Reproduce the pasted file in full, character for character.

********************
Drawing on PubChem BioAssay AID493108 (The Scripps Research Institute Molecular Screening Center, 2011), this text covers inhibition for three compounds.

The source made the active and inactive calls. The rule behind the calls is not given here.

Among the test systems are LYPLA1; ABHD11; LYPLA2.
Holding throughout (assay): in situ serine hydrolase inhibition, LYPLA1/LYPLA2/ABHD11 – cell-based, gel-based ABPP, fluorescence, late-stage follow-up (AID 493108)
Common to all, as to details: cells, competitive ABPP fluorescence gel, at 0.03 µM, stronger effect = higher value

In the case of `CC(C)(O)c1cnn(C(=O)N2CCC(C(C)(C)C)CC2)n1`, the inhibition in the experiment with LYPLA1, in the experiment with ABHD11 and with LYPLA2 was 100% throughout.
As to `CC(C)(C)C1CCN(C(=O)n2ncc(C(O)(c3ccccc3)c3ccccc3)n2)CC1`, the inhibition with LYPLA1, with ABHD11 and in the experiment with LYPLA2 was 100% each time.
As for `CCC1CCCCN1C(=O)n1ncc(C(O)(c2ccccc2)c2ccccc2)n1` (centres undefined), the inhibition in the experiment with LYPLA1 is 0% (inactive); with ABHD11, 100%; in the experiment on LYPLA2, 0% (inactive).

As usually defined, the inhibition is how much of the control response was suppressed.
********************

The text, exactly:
Drawing on PubChem BioAssay AID493108 (The Scripps Research Institute Molecular Screening Center, 2011), this text covers inhibition for three compounds.

The source made the active and inactive calls. The rule behind the calls is not given here.

Among the test systems are LYPLA1; ABHD11; LYPLA2.
Holding throughout (assay): in situ serine hydrolase inhibition, LYPLA1/LYPLA2/ABHD11 – cell-based, gel-based ABPP, fluorescence, late-stage follow-up (AID 493108)
Common to all, as to details: cells, competitive ABPP fluorescence gel, at 0.03 µM, stronger effect = higher value

In the case of `CC(C)(O)c1cnn(C(=O)N2CCC(C(C)(C)C)CC2)n1`, the inhibition in the experiment with LYPLA1, in the experiment with ABHD11 and with LYPLA2 was 100% throughout.
As to `CC(C)(C)C1CCN(C(=O)n2ncc(C(O)(c3ccccc3)c3ccccc3)n2)CC1`, the inhibition with LYPLA1, with ABHD11 and in the experiment with LYPLA2 was 100% each time.
As for `CCC1CCCCN1C(=O)n1ncc(C(O)(c2ccccc2)c2ccccc2)n1` (centres undefined), the inhibition in the experiment with LYPLA1 is 0% (inactive); with ABHD11, 100%; in the experiment on LYPLA2, 0% (inactive).

As usually defined, the inhibition is how much of the control response was suppressed.